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Parshas Vayeitzei - Vol. 11, Issue 7
Compiled by Oizer Alport
Those who pay careful attention to the parsha while reviewing it or during its public reading on Shabbos will note a curious fact: unlike almost every other parsha in the Torah, Parshas Vayeitzei contains no breaks from start to finish. It is written in the Sefer Torah without any of the customary spaces which indicate the beginning of a new section within the parsha. As there are no coincidences in the Torah, what is the reason for this anomaly?
Rav Chaim Shmuelevitz explains that Parshas Vayeitzei contains a number of subplots: Yaakov's flight from Eisav, Yaakov's dealings with his tricky father-in-law Lavan, Yaakov's relationship with his wives Rochel and Leah and the interactions between the two women, the birth of the tribes, and Yaakov's flight from Lavan back to the land of his parents. When examining any of these episodes in its own light, a number of difficult and seemingly unanswerable questions present themselves.
The Torah intentionally structured Parshas Vayeitzei as one long and continuously unfolding narrative to teach that it is impossible to split up the various events contained therein and judge any of them in a vacuum. Rather, each episode is just one small piece of a much larger picture, one which can only begin to be understood when one steps back and views it in the context of the bigger picture.
The Darkei Mussar relates a profound story about a Chassidic Rebbe - Rav Shimon of Yaroslav - who merited living until well past the age of 100. When he was asked in what merit he had enjoyed such a long and healthy life, he responded with words packed with wisdom: "Don't think that I've had an easy life. I've had my share of difficulties and pain just like everybody else. If anything, because I've lived longer, I've had more occasions and opportunities to suffer. It would have been very easy and natural to complain to Hashem, 'Why did this have to happen? Why couldn't that have turned out differently?'
"However, I was afraid that if I began demanding a justification and explanation of Hashem's ways, the Heavenly Court would say, 'If this Rabbi wants answers so badly, let's call him up here and give them to him!' So I never asked any of these types of questions. I didn't have any more answers than anybody else, but because I never asked for them, they let me stay down here for quite some time!"
As the Torah was written for all generations, it is clear that the lessons contained therein are applicable to every person throughout the ages. The lesson of needing to view events in the context of a larger perspective can be extrapolated to the situations which occur in each of our lives. We should realize that although we don't always understand the ways of Hashem, we nevertheless must trust that everything that happens is part of His larger master plan, which we will one day merit to comprehend.
When Yaakov encountered his future wife Rochel, he began to cry. Rashi explains that in contrast to Eliezer, who arrived at Rivkah's house carrying fine jewelry and presents, Yaakov greeted Rochel and her family empty-handed. Although he set out with appropriate gifts along with the rest of his possessions, he was accosted on his journey by his nephew Elifaz. Elifaz was commanded by his father Eisav to chase the fleeing Yaakov and kill him, but he was hesitant to do so. Instead, he took all of Yaakov's possessions except for his staff (Rashi 32:11), as the Gemora in Nedorim (64b) teaches that a poor person is considered as if he is dead, and this was considered a partial fulfillment of Eisav's instructions to kill Yaakov. Where is this episode hinted to in the Torah?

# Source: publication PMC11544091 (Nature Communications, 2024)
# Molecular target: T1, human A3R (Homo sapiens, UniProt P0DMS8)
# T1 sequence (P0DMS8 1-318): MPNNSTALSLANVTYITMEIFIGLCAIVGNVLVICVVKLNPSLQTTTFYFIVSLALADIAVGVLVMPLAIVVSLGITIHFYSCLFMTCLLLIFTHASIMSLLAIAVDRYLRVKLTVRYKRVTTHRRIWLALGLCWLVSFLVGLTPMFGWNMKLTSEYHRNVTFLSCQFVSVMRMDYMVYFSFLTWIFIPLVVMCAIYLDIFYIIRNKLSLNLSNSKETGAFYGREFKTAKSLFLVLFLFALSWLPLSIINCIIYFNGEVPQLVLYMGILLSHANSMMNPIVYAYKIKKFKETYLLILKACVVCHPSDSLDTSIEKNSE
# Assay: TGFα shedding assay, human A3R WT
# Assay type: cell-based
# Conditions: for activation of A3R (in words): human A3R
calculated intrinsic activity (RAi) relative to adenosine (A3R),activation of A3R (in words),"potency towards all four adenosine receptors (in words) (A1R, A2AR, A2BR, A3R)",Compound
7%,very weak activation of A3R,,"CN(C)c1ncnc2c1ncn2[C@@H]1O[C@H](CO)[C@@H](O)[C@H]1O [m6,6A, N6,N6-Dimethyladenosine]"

Rav Yehuda Assad points out that the letters comprising the words (28:10) "Mi'Be'er Sheva vayeilech Charanah - (Yaakov traveled) from Be'er Sheva, and he went to Charan - are an abbreviation for "Mi'yad ba Elifaz rasha she'hu bein Eisav vayiten Yaakov lo kol cheilo, rak nishar ha'makal - Immediately the wicked Elifaz the son of Eisav came, and Yaakov gave him all of his possessions, and all that remained was his staff. Similarly, the Gan Yosef notes that the letters in the words (29:13) "es kol ha'devorim ha'eileh" - (Yaakov told Lavan) all of the things that had happened - are an abbreviation for "al tomar ki lo haveisi davar, b'rov rechus yatzasi mi'beisi, halach Elifaz, lakach hakol" - Don't say that I didn't bring anything; I left my house with a tremendous amount of possessions, but Elifaz came and took them all.
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Parsha Points to Ponder (and sources which discuss them):
1) Rashi writes (29:25) that in order to prevent potential trickery by Lavan, Yaakov gave certain simanim (signs) to Rochel that only she would know. When Rochel realized that her father Lavan intended to send Leah under the bridal canopy instead of her, she feared the humiliation her sister would face and related the simanim to her so that she could convince Yaakov that she was indeed Rochel. What were these simanim? (Daas Z'keinim, Kaf HaChaim Orach Chaim 240:64)
2) The Ramban writes (26:5) that Yaakov was permitted to marry Rochel and Leah in spite of the Torah's prohibition (Vayikra 18:18) against marrying two sisters because the forefathers only observed the mitzvos in the land of Israel, and Yaakov married them outside of Israel. What will be their status at the time of the resurrection of the dead, when they will all be living in Israel? (Shu"t Rav Pe'alim Vol. 2 Sod Yeshorim 2)
3) In which two months were no children born to Yaakov? (Yalkut Shimoni Shemos 162)
4) After Rochel attempted to express the depth of her pain at her inability to conceive children, saying that without kids she was like a dead person (30:1), Yaakov became angry at her. What was wrong with Rochel's expression of pain that upset Yaakov? (Even Yisroel)
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